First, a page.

Donald DeRosa, Dean of the Graduate School and Provost at The University of North Carolina at Greensboro from 1985 to 1995, established the Brubeck Institute and the Brubeck Collection at the University of the Pacific where he served as President from 1995 to 2009. During his tenure at Pacific, Dr. DeRosa led the creation of distinctive, nationally ranked programs, centers, and institutes, increased applications 400%, led a comprehensive campaign that raised over $330 million, expanded partnerships between the University, business, and community, and launched an initiative to enhance institutional sustainability practices. Dr. DeRosa’s presidency was called transformative and historic by Pacific’s Board of Regents, who named the Don and Karen DeRosa Center (opened 2008) in honor of his achievements.
Chad Eby (chadebymusic.com), Associate Professor of Music at The University of North Carolina at Greensboro, teaches jazz saxophone and directs Jazz Ensemble I in the Miles Davis Jazz Studies Program. Called “a consummate improviser” (Jazz Times) and “a superb saxophonist…in the top echelon of the world’s finest musicians” (Bill Charlap), Eby has collaborated with Kurt Elling, Branford Marsalis, Wynton Marsalis, Willie Nelson, Norah Jones, the Columbus Jazz Orchestra, the Dallas Jazz Orchestra, and the L.A. All-Star Big Band. As well, he is a clinician for Jazz at Lincoln Center’s Essentially Ellington program, and has been a featured guest artist/clinician at many universities. His CD “The Sweet Shel Suite: Music Inspired by Shel Silverstein” received a four-star rating from DownBeat magazine.
Melodie Galloway (https://www.unca.edu/person/melodie-galloway/) is Professor of Music and Chair of the Music Department at the University of North Carolina at Asheville, where she is also the Coordinator of Choral and Vocal Studies. She holds the Master of Music degree from Florida State University in Vocal Performance and the Doctor of Musical Arts degree in conducting from the University of North Carolina at Greensboro. Her credits as a conductor include a 2012 Carnegie Hall invited performance featuring 200 singers and orchestra. She led combined choirs and the Beethoven Academy Orchestra (Krakow) in Dan Forrest’s Requiem for the Living in May 2017 in Vienna, Prague and Salzburg. Her doctoral dissertation is on Dave Brubeck’s setting of the mass To Hope! A Celebration.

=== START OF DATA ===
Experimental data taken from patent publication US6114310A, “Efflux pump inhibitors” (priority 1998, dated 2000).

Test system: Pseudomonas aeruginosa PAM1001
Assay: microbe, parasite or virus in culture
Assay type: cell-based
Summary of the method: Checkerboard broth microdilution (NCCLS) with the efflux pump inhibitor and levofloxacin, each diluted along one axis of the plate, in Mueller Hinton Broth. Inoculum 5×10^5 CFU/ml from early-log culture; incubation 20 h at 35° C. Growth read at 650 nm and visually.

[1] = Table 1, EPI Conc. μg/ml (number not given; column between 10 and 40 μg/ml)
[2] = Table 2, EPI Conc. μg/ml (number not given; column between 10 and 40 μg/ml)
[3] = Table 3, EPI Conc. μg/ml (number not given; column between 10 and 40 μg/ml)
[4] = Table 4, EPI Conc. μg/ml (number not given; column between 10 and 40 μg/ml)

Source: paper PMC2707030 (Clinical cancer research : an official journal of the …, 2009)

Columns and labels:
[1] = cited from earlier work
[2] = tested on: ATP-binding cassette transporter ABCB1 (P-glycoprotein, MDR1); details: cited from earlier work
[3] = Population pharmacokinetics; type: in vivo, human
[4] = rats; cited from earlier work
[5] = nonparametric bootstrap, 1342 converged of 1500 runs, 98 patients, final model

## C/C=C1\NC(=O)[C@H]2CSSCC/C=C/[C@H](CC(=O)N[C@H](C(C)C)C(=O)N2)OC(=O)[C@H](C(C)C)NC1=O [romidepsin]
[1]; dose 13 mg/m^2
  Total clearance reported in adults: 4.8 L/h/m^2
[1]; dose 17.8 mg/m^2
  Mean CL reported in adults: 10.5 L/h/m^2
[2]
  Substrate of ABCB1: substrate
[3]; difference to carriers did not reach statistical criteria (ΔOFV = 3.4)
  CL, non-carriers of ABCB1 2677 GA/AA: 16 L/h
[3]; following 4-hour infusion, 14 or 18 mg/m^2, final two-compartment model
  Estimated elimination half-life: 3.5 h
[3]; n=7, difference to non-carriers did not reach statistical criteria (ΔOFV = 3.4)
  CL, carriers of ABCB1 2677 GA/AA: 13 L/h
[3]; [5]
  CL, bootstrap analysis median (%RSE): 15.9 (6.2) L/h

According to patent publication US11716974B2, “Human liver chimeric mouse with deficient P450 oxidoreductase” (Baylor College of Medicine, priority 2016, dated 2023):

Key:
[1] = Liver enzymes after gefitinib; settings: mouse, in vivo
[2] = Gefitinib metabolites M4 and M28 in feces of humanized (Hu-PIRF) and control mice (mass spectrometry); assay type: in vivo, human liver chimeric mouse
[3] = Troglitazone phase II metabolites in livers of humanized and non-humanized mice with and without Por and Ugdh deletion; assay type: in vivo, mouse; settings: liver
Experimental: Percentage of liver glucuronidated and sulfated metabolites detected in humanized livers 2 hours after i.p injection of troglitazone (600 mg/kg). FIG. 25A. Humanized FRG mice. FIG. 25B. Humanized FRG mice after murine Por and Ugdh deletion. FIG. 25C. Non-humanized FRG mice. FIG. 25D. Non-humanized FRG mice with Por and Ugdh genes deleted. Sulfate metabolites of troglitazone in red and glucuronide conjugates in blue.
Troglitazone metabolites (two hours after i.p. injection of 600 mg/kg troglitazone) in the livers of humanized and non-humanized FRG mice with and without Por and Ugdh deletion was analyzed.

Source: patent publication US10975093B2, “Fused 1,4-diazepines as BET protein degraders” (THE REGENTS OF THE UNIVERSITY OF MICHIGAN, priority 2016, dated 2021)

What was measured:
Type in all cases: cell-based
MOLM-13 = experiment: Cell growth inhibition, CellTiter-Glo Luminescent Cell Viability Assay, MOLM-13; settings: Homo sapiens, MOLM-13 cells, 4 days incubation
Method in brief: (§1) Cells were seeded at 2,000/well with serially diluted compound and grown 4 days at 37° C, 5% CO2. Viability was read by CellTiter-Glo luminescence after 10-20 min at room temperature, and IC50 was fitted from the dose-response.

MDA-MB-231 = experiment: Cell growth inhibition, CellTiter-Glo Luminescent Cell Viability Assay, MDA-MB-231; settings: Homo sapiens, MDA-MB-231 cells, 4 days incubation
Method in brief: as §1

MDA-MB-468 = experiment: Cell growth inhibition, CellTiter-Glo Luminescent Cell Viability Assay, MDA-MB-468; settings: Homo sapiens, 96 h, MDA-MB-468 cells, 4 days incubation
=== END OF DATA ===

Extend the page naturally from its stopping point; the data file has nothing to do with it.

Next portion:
Bass-baritone Donald Hartmann (donaldhartmann.com), Professor of Voice at The University of North Carolina at Greensboro, has performed in over 135 operatic productions worldwide in more than 55 operas, singing over 70 different roles, with the New York City Opera, Stadttheater Regensburg in Germany, Opéra de Montréal, Pamiro Opera, Montreux Opera Festival, Opera Roanoke, Arizona Opera, Michigan Opera Theater, and many other companies. Notable engagements have included Swallow in Peter Grimes, Commendatore in Don Giovanni, Colline and Benoit/Alcindoro in La Boheme, and Dr. Bartolo in Le Nozze di Figaro. In 2009, he created the role of Howard in the world premiere of Libby Larsen’s Picnic. Opera News has praised Hartmann’s “commanding voice” and Voix des Arts has called him a “treasure.”